Our life at the Muzigo on Napia Road was a stark contrast of the life at Kiira Road. At the Muzigo our opposite neighbor was a lady whom as children we only knew as Mama Fatuma. Mama Fatuma woke up every early morning half naked with a lesu draped around his large body and knotted above her bust in front of her Muzigo, blowing green powder in the direction of our habitation. For some reason we were told that Mama Fatuma’s powder was a charm sent to our beckoning in what proved to be a futile attempt to bewitch us. All this was in the noisy neibourhood of the bus park where we had mastered the horn blown by Gateway buses and Kiira Coach when they were getting into the park. 

Conversely Kiira road was the home to luxury and as you may guess a hugely quiet neighborhood. We were warned against going to Kiira road at night because most homes in the neighborhood kept trained bull dogs which they let loose at night to pounce upon any potential burglar. I guess many of those being guarded against must have been residents of Napia Road because burglaries at our muzigo were not uncommon back in the day but we had no dogs to stop them. The lush compound at Kiira Road was littered with a fleet of abandoned Mercedes and a lorry. Opposite our cousins’ home was a double storied house owned by a white who often came out to seep coffee on some nights and enjoy the cool breeze of River Nile on his balcony. The man in the home, our uncle was an affable, old gentleman who held a senior managerial position in one of the big industries in Jinja at the time. In our mothers family he was the darling muko because he was nice and he also had good bullion.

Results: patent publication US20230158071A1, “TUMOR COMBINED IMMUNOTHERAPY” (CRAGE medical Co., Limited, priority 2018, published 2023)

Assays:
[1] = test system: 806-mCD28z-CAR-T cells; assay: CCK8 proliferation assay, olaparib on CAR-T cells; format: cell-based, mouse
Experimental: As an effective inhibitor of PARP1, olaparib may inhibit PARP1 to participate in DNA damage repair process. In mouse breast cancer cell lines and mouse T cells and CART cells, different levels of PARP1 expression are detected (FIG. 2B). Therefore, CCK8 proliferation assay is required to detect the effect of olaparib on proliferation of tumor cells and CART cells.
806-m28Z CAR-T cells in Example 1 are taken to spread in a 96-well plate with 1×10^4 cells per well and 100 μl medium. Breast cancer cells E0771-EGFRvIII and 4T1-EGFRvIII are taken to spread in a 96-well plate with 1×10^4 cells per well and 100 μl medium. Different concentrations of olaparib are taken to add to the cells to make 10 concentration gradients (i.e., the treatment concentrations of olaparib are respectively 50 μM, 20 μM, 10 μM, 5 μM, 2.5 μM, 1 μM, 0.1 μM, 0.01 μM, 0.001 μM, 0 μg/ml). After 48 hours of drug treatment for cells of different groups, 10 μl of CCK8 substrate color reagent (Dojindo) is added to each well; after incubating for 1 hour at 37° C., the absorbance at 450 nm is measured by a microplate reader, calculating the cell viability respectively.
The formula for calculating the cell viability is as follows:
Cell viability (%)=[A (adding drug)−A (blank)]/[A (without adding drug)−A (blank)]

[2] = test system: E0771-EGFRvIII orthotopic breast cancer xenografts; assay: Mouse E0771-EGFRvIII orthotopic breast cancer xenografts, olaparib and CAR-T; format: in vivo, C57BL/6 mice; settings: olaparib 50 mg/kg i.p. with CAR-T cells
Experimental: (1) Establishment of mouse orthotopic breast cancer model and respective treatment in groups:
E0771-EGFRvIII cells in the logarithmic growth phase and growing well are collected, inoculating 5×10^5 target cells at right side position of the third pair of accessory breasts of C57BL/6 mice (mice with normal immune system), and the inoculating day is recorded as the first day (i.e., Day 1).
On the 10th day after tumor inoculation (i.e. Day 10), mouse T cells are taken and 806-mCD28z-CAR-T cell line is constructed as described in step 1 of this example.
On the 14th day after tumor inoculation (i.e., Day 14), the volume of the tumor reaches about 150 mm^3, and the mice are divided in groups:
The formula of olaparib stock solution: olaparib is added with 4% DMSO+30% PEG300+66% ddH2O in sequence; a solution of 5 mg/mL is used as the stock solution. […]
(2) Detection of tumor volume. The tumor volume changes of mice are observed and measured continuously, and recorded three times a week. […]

So on that birthday party, Mr. Okoth Ochieng was the Master of Ceremonies at the party. He juggled our minds with a riddle about a farmer who wanted to cross a river with a lion, potato leaves and a goat. He asked us to find answers to how the farmer who had only one boat for his transport got across the river with the goat alive not eaten by the lion and the potato leaves not eaten by the goat. It was a great night, we cherished the challenge of the riddle. I can barely remember who got it solved but it was the talking point when we got back home. I got to meet Mr. Okoth much later as my teacher of English in Primary Seven. He never got to know I was at that party because I was not a friend of teachers in primary school and it was so long since Primary two when we had that party. However there is something particular we got from Mr. Okoth Ochieng. He always made us pride in good English speaking and writing. Actually over the years I have sub consciously prided in the fact that I scored distinctions in English at Primary Level and O’ Level. Off course I am one of the people who hate the fact that I speak and write fairly good English but the same cannot be said of my abilities in Runyoro or Lusoga.

Pupils of Victoria Nile School in their school uniform 

However, there is a silver lining to this because I have realized that many aptitude tests employers set in Uganda are disguised primary English, Mathematics and Logic tests and it actually pays when you went to schools like Victoria Nile School.

So to me, the colonial ring road is not only in Kampala, it also probably exists somewhere in Jinja separating Kiira Road from Maggwa, amber court, Jinja Regional Referral Hospital, and other places. This would require thorough research to be established as done by my brother for the case of Kampala but there are some pointers as highlighted here. The figurative colonial ring road also seems to exist in our employment today where jobs are ring fenced for them who can best express themselves in the colonial master’s language and logic.